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Entries in dog (6)


Moving Parts

180.365 50mm f3.2 1/400 ISO 100A former colleague, Meg, and her husband, Matt, are launching The Bear and The Rat, a line of frozen yogurt for dogs.  She contacted me a few weeks ago, wondering if I would shoot their hot-off-the-presses packaging and some portraits of the two of them for pitching press.  I immediately started imagining a Matt-as-Pied-Piper theme with lots of dogs following him around begging for fro-yo.

Yeah, right.  So sayeth the woman who is used to shooting one human at a time.

We set up shop in Meg and Matt's backyard yesterday afternoon with their two dogs (the eponymous muses of The Bear and The Rat) and a five others (including my dog, Milo), several cases of frozen yogurt, and a pitcher of margaritas.  Here is what I learned:

1) Milo (the hound dog in the above picture) is a slut for any kind of attention and will sit intently on cue if you offer him frozen yogurt.  His favorite flavor appears to be Choc 'O' Not.  Even more than Bacon Peanut Barker.  Go figure.

2) If you shoot enough frames, eventually you get a few where all the humans and the dogs look good  at the same time.  Or all look the right kind of goofy anyway.

3) One margarita is exactly the right amount of lubrication to make me relax, look for the light, and push the button.  Instead of worrying about whether everybody's looking goofy or if my dog is going to vomit when I get him home because I let him eat too much fro-yo.  (For the record, he did not.)

I'm excited for Meg and Matt as they move into full-fleged launch mode.  And for Milo, since I see lots of frozen yogurt in his future.


Best Friend

94.365 50mm f1.4 1/15 ISO 1600I'm back to feeling strangled by the lack of sunlight at the end of the day, and since shooting a picture of my cubicle everyday is no way to encourage people to come see this work, I made another portrait last night.  This is Milo, our long-suffering canine friend who may or may not be a Plott Hound.  I say long-suffering because he had the misfortune of being our first "baby," and as such spent a few glorious years as the apple of my eye.  We hiked and back-country skied together.  We snuggled and threw balls.  That hound nose was expert in sniffing out love.

And then we had a human baby and, well, you know what that does to the puppy primacy.

So now he's our mopey teenager, and we still love him but we don't do as much of the fun stuff that used to blow his ears back.  At least we'll always have peanut butter.


Noble Beast

78.365 50mm f3.2 1/800 ISO 200Years ago my mom and stepdad hit upon a cure for empty nest syndrome in the form of German Shephard Dogs.  They shed a lot more than us kids ever did, but I will say this for them: they are handsome creatures.  I threw the stick for this one, Bax, in the snow yesterday as a ruse for getting him to pose for me.  He does strike me as a soulful being, which I think comes through in this picture, even if his adolescent goofiness does not.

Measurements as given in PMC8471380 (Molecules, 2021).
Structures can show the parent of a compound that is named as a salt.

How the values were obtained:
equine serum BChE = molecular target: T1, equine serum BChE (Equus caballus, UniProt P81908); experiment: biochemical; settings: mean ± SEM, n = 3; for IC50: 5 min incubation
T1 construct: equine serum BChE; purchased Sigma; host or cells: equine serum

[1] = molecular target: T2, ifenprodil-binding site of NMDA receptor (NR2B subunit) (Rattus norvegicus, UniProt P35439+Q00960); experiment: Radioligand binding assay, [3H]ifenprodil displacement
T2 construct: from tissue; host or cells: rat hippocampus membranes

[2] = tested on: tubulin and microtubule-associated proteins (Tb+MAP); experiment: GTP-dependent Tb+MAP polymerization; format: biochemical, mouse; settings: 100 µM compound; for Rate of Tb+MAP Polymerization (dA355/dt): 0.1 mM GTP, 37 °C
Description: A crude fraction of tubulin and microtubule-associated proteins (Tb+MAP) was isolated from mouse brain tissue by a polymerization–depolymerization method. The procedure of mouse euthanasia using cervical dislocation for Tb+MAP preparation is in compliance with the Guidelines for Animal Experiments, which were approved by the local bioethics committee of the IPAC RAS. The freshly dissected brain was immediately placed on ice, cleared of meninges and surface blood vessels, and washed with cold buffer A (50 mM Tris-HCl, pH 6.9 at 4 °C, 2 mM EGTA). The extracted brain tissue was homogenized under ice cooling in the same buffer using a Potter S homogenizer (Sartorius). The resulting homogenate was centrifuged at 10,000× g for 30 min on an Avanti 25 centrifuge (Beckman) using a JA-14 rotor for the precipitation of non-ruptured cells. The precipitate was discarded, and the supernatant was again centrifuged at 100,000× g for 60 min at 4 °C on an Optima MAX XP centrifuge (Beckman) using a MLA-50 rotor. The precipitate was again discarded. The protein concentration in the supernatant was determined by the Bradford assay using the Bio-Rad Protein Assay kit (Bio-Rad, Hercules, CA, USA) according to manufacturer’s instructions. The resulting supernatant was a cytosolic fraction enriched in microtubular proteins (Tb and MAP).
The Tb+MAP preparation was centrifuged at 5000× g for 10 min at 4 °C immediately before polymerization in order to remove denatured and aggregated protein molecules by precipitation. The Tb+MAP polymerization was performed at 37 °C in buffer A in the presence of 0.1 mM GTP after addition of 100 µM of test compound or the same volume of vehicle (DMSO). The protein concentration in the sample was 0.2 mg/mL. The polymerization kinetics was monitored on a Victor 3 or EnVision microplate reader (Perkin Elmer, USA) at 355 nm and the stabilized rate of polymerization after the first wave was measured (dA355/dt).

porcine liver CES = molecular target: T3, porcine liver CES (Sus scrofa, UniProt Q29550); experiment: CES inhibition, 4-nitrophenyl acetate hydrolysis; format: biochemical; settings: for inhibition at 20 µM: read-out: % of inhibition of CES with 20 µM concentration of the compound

Simple Math

70.365 92mm f7.1 1/200 ISO 400Corinna off work + sick-ish, irascible toddler =  MUST get out of house.

So what does one do after subjecting one's child to multiple pre-Christmas runs to Target?  (I know, I know.  I've got to learn to make lists.)  Well it was a 50 degree day.  I decided to introduce him to the skate park.

Yes, I realize this is equal parts parenting genius and lunacy.  Especially given how utterly rapt the child was at the sight of all those black-skinny-jean-clad big boys zipping around on wheels.

And while I would (will?) probably have heartburn if my boy decides to spend his spare time at the skate park, it was exactly what I needed today: something to distract the boy, and a chance to shoot a real-live moving target, to capture a moment I didn't contrive on my own.  When I saw the guy skating with his chihuahua tucked under his arm I couldn't help but think oh yeah.  I've got to get out more often.


Raison D'être

35.365 45mm f5.3 1/125 ISO 400I watched this husky practically prance through yesterday morning's light snow.  She was actually smiling, looking for all the world like she had been waiting for this weather through the long hot months and now that it was here her sled dog genes were urging her on in a propulsive burst of bliss.  She just had so much graceful momentum.

It made me wonder what it would be like to have a purpose so clear that it's not even necessary to think about it, that it's just coded into you.  How would it be to just be on the path, with confidence?  There would be no need to fret over it.  It would just fit.  You would simply do it because you couldn't not do it.  And I imagine it would look a lot like joy.

Anybody out there on that path?  How did you find it?